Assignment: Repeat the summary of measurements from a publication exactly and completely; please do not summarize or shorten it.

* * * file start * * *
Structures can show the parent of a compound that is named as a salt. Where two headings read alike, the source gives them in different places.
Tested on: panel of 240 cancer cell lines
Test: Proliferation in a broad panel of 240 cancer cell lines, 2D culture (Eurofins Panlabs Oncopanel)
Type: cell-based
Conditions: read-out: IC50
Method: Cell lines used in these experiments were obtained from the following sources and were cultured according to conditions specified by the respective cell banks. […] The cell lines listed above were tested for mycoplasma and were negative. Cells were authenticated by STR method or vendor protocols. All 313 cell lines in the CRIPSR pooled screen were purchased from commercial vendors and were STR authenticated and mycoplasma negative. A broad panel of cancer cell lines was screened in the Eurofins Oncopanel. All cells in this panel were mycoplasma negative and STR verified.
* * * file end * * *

Structures can show the parent of a compound that is named as a salt. Where two headings read alike, the source gives them in different places.
Tested on: panel of 240 cancer cell lines
Test: Proliferation in a broad panel of 240 cancer cell lines, 2D culture (Eurofins Panlabs Oncopanel)
Type: cell-based
Conditions: read-out: IC50
Method: Cell lines used in these experiments were obtained from the following sources and were cultured according to conditions specified by the respective cell banks. […] The cell lines listed above were tested for mycoplasma and were negative. Cells were authenticated by STR method or vendor protocols. All 313 cell lines in the CRIPSR pooled screen were purchased from commercial vendors and were STR authenticated and mycoplasma negative. A broad panel of cancer cell lines was screened in the Eurofins Oncopanel. All cells in this panel were mycoplasma negative and STR verified.